Music by Andrew Lloyd Webber; lyrics by Richard Stilgoe; additional lyrics by David Yazbek
Sunderland Empire and touring
Sunderland's Empire Theatre, now renamed the Sunderland Empire, has re-opened after a £4.5m refurbishment with Starlight Express instead of the oanto which has been an Empire staple for many decades. It's a calculated risk by operators (the actual building still belongs to the city council) Clear Channel Entertainment which seems to have paid off in terms of audiences. At tonight's performance both stalls and dress cicle were full and the upper circle came close, and I'm given to understand that the rest of the run is pretty well booked too.
It's the start of a new lease of life for a theatre which has, over many years, played second fiddle to its smaller counterpart in Newcastle. Now it has the facilities to mount the kind of production that no other theatre between Leeds and Edinburgh is able to.
Certainly Starlight Express is a good start in many ways: it is big, brash, glitzy, highly technological - and popular. It ran for eighteen years - 7,409 performances - at the Victoria Palace and is now pulling in the audiences on its national tour. But how does it rate as a musical?
It's very light on storyline, but what story there is appeals because it is the story of an underdog (steam engine Rusty) coming out on top at the end (there were a number of "ahs" from the audience - very panto!), and very high on spectacle. Unlike such shows as Miss Saigon (coming to the Empire next year), the spectacle is continuous, not just a few set-pieces: the company's roller-skating is extremely impressive, which, combined with not one but two 3-D filmed pieces and Howard Eaton's superb lighting plot which gives us a whole series of superb stage pictures, is a real knock-out.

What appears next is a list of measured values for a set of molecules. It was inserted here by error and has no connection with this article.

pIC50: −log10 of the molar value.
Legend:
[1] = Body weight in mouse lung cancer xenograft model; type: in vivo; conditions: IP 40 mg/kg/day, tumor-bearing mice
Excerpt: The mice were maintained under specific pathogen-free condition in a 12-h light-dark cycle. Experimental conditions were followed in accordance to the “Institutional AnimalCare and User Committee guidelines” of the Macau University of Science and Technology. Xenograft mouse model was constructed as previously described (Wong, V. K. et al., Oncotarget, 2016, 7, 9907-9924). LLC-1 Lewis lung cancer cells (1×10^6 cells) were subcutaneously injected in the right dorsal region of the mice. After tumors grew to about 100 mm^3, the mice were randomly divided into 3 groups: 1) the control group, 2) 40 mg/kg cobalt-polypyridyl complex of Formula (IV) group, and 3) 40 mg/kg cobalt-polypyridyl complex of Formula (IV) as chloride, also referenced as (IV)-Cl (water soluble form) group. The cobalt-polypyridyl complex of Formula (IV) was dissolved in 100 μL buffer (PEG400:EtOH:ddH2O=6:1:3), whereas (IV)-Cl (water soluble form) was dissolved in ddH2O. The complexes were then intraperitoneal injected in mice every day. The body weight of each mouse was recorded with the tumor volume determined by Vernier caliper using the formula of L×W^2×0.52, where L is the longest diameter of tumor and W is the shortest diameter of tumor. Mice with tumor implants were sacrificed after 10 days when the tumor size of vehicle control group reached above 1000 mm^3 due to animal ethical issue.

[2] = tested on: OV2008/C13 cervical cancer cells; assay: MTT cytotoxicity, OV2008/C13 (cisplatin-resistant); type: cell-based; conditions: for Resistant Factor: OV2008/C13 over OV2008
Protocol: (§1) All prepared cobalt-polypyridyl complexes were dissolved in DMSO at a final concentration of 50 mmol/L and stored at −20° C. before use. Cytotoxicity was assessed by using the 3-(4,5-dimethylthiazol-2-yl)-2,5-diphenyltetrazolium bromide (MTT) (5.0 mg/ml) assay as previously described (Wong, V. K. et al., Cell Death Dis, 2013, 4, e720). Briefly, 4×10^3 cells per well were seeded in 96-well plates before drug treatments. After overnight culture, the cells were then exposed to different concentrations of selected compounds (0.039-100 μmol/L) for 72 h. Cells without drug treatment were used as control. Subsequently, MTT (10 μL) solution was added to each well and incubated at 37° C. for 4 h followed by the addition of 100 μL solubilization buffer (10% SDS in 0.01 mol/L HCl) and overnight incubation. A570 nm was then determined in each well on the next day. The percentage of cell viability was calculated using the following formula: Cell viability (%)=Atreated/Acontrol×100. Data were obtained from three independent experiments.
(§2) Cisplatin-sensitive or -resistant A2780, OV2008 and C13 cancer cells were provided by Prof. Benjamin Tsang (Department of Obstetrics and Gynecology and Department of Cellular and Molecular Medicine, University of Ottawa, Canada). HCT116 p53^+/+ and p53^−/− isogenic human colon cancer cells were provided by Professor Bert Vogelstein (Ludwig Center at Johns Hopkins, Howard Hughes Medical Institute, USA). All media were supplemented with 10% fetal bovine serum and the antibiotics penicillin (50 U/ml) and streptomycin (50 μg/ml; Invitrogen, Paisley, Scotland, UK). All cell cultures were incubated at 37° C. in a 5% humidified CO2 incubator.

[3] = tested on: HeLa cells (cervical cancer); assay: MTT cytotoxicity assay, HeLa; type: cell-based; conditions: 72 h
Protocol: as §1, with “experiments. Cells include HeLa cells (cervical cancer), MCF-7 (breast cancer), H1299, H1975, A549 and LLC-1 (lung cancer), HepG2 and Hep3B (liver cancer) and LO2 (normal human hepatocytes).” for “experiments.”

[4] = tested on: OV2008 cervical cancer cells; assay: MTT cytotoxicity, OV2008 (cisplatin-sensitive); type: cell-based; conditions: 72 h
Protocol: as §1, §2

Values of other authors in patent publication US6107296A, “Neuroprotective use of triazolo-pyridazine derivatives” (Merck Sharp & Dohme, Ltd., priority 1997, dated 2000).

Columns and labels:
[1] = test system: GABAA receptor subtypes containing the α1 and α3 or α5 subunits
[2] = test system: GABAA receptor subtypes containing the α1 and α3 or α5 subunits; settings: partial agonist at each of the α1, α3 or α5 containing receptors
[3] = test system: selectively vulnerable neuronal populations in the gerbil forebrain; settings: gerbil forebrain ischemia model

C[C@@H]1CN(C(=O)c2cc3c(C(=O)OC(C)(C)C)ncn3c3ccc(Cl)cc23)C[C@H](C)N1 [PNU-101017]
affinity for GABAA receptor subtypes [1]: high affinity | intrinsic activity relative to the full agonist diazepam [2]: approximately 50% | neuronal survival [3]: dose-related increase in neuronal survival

There are only (only!) 23 people on-stage but the speed of their skating along with Arlene Phillips' choreography keeps the whole thing moving so swiftly that it seems sometimes as though there are twice that number. John Napier's basically simple but perfectly suited set design and often futuristic costumes add to the spectacle.
But what about the music? Ah well...
The first half was, for me, a little dull: out of thirteen numbers, just three - Make Up My Heart, Poppa's Blues and the title song Starlight Express - really made an impression. The second half is better: more memorable tunes and wittier lyrics. I have no doubt that I shall be lambasted by AWL fans but I have to say that he is at his best with pastiche: U.N.C.O.U.P.L.E.D. is an hilarious country and western number whilst the hip-hop Right Place, Right Time could have made it into the charts but for the fact that the lyrics are too intelligent (and now I've offended hip hop-fans!). To be honest, Starlight Express itself is pure Disney and Only He is a torch song in the grand tradition. And the final song, Light at the End of the Tunnel, with its gospel overtones, was a real joy.
It's not great music theatre - unlike, for example, Les Miserables or Lloyd Webber's own Jesus Christ Superstar, and certainly not in the same class as some of the Broadway/Hollywood greats - but it's great spectacle and fun, and you don't (as I mischievously suggested to producer David Ian a couple of months ago) come out whistling the technology: I came out singing (badly) Only He.
As for the performances, we have, in this country, a huge pool of young music theatre talent and have come to expect that, whether we see a show like this in the West End or on tour, the performances will be of a very high standard. Starlight Express is no exception. Tonight we had, not the headliner James Gillan as Rusty, but his understudy Chris Thatcher and I suspect we would be hard-pressed to tell the difference. His performance was impeccable, as, indeed, were those of the whole cast. Yes, there were a (very) few spills in some of the extremely fast moving sequences, but that is, I suspect, inevitable and they did not interrupt the flow of the show.
"Starlight Express" runs at the Sunderland Empire until 8th January
Reviewer: Peter Lathan